This study addresses the temporal variations in rockfall activity in the 5.2 km2 calcareous cliffs of the deglaciated Lauterbrunnen Valley, Switzerland. We did this using 19 campaigns of repeated terrestrial laser scans (TLS) over 5.2 yr, power-law predicted behavior from extrapolation of the TLS-derived frequency-magnitude relationship, and estimates of long-time-scale (∼11 k.y.) activity based on the volume of preserved postglacial rockfall talus. Results from the short-time-scale observations indicate no statistically significant difference between TLS observations averaging over 1.5 versus 5.2 yr. Rock-wall retreat rates in both cases are 0.03–0.08 mm/yr. In contrast, the power-law predicted rock-wall retreat rates are 0.14–0.22 mm/yr, and long-term rates from talus volumes are 0.27–0.38 mm/yr. These results suggest (1) short (1.5 yr) TLS inventories of rockfalls provide (within uncertainties) similar frequency-magnitude relationships as longer (5.2 yr) inventories, thereby suggesting short observation periods may be sufficient for hazard characterization from TLS, and (2) higher rock-wall retreat rates over long time scales (Holocene averaged) may reflect debuttressing and stress relaxation effects after glacial retreat, and/or enhanced rockfall activity under periglacial (climatic) conditions.
Rockfalls are efficient agents of erosion, controlling the development of rock slopes, and they can pose a threat to settlements and infrastructure. Rockfalls occur frequently in deglaciated alpine valleys where rock walls are oversteepened, exposed, and more susceptible to failure after glacial retreat. Rock-wall retreat rates under present-day conditions and their temporal change since deglaciation remain less understood. Here, we investigated rock-wall retreat rates over different time scales (∼5 yr to ∼11 k.y.) in the deglaciated Lauterbrunnen Valley of the Bernese Alps, Switzerland (Fig. 1). An improved understanding of these rates is motivated by the need to understand postglacial erosion and the role of rockfalls in the evolution of alpine landscapes.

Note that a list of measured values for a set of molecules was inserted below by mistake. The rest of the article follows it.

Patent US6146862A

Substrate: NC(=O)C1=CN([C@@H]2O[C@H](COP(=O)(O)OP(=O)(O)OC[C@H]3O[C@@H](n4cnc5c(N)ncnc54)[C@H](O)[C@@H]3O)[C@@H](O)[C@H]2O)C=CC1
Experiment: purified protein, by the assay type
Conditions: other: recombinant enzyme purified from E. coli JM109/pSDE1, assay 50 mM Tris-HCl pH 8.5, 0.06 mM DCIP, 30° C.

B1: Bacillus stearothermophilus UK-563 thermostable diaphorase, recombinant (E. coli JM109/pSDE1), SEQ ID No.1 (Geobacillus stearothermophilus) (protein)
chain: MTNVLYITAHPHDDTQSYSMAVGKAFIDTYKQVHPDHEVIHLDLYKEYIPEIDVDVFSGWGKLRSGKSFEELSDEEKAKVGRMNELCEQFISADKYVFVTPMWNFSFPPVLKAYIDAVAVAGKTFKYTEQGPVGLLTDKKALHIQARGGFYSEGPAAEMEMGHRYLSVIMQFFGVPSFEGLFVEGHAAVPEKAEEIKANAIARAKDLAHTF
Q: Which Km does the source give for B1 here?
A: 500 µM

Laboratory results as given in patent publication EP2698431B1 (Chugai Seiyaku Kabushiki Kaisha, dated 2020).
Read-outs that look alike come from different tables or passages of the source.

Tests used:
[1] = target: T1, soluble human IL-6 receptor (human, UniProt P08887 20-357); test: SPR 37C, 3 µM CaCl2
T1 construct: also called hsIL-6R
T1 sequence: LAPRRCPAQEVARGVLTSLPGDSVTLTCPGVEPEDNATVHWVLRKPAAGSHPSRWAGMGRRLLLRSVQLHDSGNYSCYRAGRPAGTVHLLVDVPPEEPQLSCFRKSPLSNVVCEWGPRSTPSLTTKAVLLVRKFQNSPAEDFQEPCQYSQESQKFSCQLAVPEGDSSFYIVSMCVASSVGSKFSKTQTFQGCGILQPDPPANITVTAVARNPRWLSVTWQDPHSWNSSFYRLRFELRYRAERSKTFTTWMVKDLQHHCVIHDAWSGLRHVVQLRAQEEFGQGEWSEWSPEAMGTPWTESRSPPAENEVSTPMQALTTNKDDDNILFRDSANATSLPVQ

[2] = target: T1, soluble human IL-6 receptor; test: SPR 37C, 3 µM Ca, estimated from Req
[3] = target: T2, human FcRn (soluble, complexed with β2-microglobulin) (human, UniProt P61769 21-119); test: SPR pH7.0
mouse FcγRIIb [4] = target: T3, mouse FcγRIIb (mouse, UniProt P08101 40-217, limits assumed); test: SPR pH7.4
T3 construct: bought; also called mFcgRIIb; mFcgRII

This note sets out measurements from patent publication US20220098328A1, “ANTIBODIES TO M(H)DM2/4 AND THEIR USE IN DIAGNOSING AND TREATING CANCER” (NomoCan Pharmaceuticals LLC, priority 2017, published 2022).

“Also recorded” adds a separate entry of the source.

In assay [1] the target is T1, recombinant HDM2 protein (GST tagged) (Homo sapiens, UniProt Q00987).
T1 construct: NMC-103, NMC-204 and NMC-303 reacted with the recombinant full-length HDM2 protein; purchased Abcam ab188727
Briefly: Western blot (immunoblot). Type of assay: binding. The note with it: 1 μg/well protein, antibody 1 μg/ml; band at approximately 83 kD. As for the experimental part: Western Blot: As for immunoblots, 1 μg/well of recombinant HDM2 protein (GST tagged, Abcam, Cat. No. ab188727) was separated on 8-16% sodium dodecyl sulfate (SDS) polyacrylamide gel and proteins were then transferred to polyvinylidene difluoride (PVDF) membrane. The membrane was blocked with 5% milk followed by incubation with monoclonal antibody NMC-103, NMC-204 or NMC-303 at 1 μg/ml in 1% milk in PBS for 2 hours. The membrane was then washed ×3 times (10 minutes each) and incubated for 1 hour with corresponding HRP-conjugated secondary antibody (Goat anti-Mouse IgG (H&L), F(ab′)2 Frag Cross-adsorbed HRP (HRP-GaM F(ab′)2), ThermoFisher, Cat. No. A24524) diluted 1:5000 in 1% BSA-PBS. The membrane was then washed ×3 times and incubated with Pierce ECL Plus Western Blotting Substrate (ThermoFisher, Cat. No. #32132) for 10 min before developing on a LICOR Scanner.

Rockfall data sets derived from direct measurements (e.g., terrestrial laser scans [TLS] and photogrammetry) cover time scales from hours to years and are often used in modeling rock-wall retreat rates based on rockfall frequency-magnitude distributions over decadal to centennial time scales (Dussauge et al., 2003; Rosser et al., 2005; Barlow et al., 2012; Santana et al., 2012). In contrast, indirect measurements based on volumetric calculation of talus deposits have been used to estimate rock-wall retreat rates over millennial time scales (Curry and Morris, 2004; Sass and Krautblatter, 2007; Siewert et al., 2012). Alpine rock-wall retreat rates vary between both methods. Present-day retreat rates for alpine environments range from 0.01 mm/yr to 0.84 mm/yr, while the Holocene retreat rates range from 0.2 mm/yr to 2.5 mm/yr (Curry and Morris, 2004, and references within). Various factors contribute to this discrepancy, including joint spacing and orientation, and rockfall triggering processes such as paraglacial unloading after deglaciation (Hinchcliffe and Ballantyne, 1999; Arsenault and Meigs, 2005) and periglacial conditions (e.g., enhanced freeze-thaw activity and permafrost degradation).